If the Wu Tang Style is an actual variation, the Double Happiness is more the same theme but played fortissimo. The bun is replaced with grilled cheese sandwiches, filled with punchy red cheddar; besides that much is the same as with the burger, with a double helping of that beef. Four cheese and two beef! It feels as if it should be overwhelming. And yet it isn’t; everything just feels even more emphasised, bacon crunching into the minced beef, the pinkish onion mayo lending a tangy contrast. A civilised person may balk and go for the normal one-pattied burger instead. But then, to the hungry, civility is overrated anyway.
After all the lowing, animalic robustness of the beef, the Captain Ahab – made from that New Zealand ling – feels like a palate cleanser. But it’s all relative; by any reasonable standard of fish burgers, this is still a ponderous, deep-dwelling beast. In fact the ling, also known as the cusk-eel, is a deep water species; we are shown its beautiful, pale-greyish fillets in the kitchen, where they are cut, breaded with panko and fried. The result is a fish that is somehow fall-apart tender and also provides plenty of bite, flaking like a cleaner version of cod. Unfortunately, in this case the bun-mates are lacking – the tartar sauce lacks any punch and is forlornly liquid, trickling down my fingers. All things considered, though – and by that point in the meal there was plenty to consider – it is a very minor disappointment.
Like many an import from elsewhere, Butchers Club has the advantage of springing full-formed across the seas; despite being less than a month old as of writing, they bring with them a formula that has worked for a city of arguably better-fed people. Instead of remaining within this bubble of their own wonderful formulas, though, they are also open to collaboration with other Singaporean chefs, opening up a spot in the secret menu for guest chefs at regular intervals. The first collaboration is already up, in fact, courtesy of Bjorn Shen from Artichoke.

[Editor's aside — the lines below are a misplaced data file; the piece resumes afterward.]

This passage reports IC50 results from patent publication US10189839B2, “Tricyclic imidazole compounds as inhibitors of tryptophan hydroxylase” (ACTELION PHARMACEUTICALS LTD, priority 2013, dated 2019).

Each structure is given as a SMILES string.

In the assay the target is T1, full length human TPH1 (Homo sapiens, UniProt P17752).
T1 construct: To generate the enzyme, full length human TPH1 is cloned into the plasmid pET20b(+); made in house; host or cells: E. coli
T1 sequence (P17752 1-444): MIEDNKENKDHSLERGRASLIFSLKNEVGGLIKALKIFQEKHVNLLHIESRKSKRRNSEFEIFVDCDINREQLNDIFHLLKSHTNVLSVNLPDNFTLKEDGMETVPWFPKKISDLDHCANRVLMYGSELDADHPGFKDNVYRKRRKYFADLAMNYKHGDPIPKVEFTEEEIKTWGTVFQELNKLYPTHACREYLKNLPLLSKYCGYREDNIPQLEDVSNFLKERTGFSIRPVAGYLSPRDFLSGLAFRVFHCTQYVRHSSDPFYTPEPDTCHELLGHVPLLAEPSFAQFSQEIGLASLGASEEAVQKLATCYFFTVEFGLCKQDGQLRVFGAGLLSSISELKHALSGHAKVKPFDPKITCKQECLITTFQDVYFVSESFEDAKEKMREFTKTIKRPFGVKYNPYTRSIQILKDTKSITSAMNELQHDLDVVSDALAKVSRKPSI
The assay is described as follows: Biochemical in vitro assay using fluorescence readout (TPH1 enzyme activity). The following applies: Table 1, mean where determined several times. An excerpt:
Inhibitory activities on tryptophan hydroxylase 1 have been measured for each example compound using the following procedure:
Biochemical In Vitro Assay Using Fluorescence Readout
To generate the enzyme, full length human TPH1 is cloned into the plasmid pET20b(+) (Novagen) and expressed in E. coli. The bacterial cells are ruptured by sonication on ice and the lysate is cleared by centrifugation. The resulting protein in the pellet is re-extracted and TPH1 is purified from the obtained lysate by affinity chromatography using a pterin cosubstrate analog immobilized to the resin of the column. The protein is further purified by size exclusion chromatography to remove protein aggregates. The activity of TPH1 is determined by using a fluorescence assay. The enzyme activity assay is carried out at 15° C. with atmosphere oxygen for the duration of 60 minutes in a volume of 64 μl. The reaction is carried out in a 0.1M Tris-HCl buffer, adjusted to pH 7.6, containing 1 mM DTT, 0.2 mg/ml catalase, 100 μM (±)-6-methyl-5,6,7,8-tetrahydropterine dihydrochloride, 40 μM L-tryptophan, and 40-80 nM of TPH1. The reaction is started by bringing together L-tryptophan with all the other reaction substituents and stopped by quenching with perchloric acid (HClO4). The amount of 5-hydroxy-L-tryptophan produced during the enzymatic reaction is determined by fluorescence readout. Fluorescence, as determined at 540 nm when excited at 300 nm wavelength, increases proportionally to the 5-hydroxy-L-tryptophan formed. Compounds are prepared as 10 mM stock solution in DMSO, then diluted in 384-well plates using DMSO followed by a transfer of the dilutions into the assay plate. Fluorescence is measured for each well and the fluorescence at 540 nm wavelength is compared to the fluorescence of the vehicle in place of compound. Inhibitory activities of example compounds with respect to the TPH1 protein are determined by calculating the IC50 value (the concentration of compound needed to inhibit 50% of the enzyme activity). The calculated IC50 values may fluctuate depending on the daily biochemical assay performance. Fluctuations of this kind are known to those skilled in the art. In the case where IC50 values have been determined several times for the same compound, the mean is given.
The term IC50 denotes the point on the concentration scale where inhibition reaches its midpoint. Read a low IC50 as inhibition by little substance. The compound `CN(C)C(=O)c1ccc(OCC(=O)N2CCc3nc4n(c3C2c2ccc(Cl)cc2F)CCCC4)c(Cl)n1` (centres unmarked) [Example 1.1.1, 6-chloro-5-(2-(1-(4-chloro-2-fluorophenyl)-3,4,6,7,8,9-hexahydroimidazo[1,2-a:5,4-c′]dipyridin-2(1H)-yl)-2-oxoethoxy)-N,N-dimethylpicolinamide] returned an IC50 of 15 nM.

It’s an admirable spirit – not to mention one that works in everyone’s favour. And there is even a good cause involved; 10% of proceeds go to a charity of the guest chef’s choice. I like that. But given the quality of their patties, what I’m really waiting for is when the way is cleared for the rest of the Club to arrive here too. There’s plenty other parts in a cow, after all – and I expect it will be a pleasure to have these folks handle it.
Butchers Club Burger
3A River Valley Road
#01-01B Clarke Quay
Sunday – Tuesday: 12pm – midnight
Wednesday – Thursday: 12pm – 2am
Friday – Saturday: 12pm – 4am
Website (Hong Kong)